How To Manage Yourself Out Of Your Consulting Business With David Henzel: Podcast #298

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Are you pondering about managing yourself out of your consulting business? Then tune in to this episode today! David Denzel, a remarkable serial entrepreneur, sheds light on managing your consulting business with his blueprint to success. But you can only unlock the doors to success if you find someone who will hold you accountable, and David emphasizes the value of building your consulting team. His extraordinary talent allowed him to orchestrate success from behind the scenes, refusing the limelight on him. David also emphasizes the importance of running your business like your life. There are more insights you can unpack from this episode, so don’t miss this one!

Joining Michael on the show is David Henzel. David is a remarkable serial entrepreneur. Originating from Germany and now residing in Turkey with his family, David has built, managed and sold numerous companies. Our discussion will shed light on David’s extraordinary talent for transforming creative ideas into productized solutions, providing a blueprint for you to emulate his success.

Before we get there, David emphasizes the importance of learning from others, whether it’s from a friend, a mentor or a coach. Having someone hold you accountable is truly the key to unlocking your success. That is where the consulting success team can help you. If you’d like to work directly with the Consulting Success team and receive personalized coaching and support to optimize and grow your consulting, business, marketing and revenue, visit to learn more and apply now.

Let me tell you a little bit more about what you’ll learn from this episode with David. The first is how to transform a simple idea into a compelling product or service that resonates with your market. How to unleash the potency of recurring revenue streams. How to experience the thrill of orchestrating success from behind the scenes. Why you should run your business like you run your life. Why you should resist the allure of offering multiple things and instead, become a specialist. How content creation can fine-tune your offering and supercharge your pipeline. Be sure to focus in to uncover David’s formula for identifying stellar business partners and had to master the art of recruitment. Plus, so much more. Here to share with you his expertise is David Henzel. Enjoy.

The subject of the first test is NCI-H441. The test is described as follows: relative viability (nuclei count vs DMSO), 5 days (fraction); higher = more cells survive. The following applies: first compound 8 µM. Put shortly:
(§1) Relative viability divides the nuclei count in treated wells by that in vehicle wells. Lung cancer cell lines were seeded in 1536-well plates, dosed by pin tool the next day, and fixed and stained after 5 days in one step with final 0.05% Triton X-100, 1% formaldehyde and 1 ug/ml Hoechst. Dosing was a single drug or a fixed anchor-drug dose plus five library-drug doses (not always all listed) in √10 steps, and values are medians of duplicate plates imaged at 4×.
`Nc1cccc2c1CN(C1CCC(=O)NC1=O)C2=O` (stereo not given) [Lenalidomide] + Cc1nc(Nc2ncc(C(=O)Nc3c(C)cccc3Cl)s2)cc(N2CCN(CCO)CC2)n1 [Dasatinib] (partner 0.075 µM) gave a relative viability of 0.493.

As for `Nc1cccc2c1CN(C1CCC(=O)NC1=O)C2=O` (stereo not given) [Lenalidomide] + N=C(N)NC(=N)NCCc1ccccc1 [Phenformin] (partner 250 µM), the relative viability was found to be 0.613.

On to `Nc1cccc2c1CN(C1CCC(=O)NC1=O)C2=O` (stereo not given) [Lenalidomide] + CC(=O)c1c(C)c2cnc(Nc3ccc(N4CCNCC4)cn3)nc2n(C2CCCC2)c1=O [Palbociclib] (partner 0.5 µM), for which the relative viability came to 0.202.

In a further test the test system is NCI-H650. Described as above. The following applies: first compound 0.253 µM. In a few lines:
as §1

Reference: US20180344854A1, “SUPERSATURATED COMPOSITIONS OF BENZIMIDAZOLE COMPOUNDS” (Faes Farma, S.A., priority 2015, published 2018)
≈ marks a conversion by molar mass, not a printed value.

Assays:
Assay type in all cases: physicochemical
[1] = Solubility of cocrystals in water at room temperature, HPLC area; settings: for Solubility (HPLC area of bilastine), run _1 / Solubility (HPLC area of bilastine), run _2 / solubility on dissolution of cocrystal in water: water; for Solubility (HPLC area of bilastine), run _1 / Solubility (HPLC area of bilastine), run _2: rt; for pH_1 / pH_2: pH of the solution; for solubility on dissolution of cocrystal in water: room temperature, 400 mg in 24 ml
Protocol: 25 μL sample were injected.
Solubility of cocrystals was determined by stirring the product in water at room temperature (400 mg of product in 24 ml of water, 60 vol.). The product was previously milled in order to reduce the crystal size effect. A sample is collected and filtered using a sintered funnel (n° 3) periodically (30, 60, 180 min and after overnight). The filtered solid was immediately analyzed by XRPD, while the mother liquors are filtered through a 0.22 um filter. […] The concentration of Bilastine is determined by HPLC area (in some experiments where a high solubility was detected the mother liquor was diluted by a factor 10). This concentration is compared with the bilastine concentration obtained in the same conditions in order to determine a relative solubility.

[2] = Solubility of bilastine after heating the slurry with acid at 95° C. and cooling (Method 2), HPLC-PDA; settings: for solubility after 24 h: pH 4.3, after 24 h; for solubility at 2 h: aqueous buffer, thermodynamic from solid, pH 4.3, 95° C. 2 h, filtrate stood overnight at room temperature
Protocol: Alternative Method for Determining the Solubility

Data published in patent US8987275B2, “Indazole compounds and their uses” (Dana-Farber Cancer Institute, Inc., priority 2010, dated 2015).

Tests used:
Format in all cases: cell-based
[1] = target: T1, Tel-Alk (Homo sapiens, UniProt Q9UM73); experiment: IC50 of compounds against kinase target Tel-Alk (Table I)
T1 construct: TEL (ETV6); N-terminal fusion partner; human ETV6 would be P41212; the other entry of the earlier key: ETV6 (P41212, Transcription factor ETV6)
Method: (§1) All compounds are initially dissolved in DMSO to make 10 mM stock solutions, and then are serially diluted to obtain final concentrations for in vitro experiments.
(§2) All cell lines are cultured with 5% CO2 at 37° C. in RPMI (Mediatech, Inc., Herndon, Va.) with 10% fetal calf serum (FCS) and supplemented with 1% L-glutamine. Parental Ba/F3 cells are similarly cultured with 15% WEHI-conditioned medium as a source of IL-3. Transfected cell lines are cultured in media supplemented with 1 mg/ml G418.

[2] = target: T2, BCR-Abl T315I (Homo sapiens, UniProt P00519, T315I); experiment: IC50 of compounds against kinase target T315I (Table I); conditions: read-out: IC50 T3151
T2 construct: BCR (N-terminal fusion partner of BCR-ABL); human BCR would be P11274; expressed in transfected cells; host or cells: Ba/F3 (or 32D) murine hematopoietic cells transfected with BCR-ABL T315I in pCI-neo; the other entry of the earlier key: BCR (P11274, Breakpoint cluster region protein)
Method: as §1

I am excited and have been looking forward to speaking with you, David. We have David Henzel joining us. David, welcome.

Thank you very much for having me.

David, you are a serial entrepreneur. You built, sold and still run multiple businesses. You’re originally from Germany. You spent time living in the US. You now reside in Turkey with your family and where I thought we would start our conversation is around how you’ve been able to take so many ideas. Many of us have ideas but you’ve been able to take these ideas and turn them into productized offerings or into systems or into businesses. I’d love to hear how you go about doing that.

I thought that maybe we could take one of your companies, one of your businesses as a bit of an example. We can change the example if you want but the one that I was initially thinking about here was LTVplus because that provides customer service support for eCommerce companies and a consultant might look at that.

Our audience and those that are joining in now, many are consultants. Either solo or they’re firm owners or thinking about getting into the world of consulting. A typical consultant might look at that and think, “eCommerce companies need better service and support. I can provide them with a plan on how to do that. I can create some strategic recommendations for them to do that,” then go about providing that service.

You decide to build a solution for that problem. I’m wondering why. Why do you do that as opposed to creating a service-based company or providing strategy or recommendations? Walk us through maybe that as an example of how you thought about that opportunity and why you built a business around it.

With LTVplus, the original reason why I built it was that in my last business, MaxCDN, we outsourced our support because we couldn’t find people in Los Angeles that are willing to work nights. Everybody we found was overpriced and horrible. We looked outside of the US and we found somebody in Serbia. It was amazing then we built a team around him.

I want to give the same experience that I had there to other entrepreneurs. This was like the original idea. The reason why I would not have a consulting business is that I do not want to create a job for myself. I have a not-to-do list and one of the items on the to-do this is, “Do not be in the org chart.” I like to be behind the scenes and build something that runs by itself. Often, as a consultant or as people say like, “I’m an entrepreneur. I have my own business.” You create a job for yourself to get to the point that you have true freedom when you manage yourself out of the business and put systems and people in place that can run this for you so you can work on the business, not in the business.

That’s the key thing why I like to build something like this like a service offering. We have lots of consultants. Also, that’s nothing. A lot for reoccurring revenue. LTVplus mainly with TaskDrive, we do lead research and provide SDR, and sales development reps. We have a lot of sales consultants that come in, do their work with clients and they recommend us, a TaskDrive. They leave at some point and they still get task service reoccurring revenue. They get a kickback from TaskDrive for recommending this.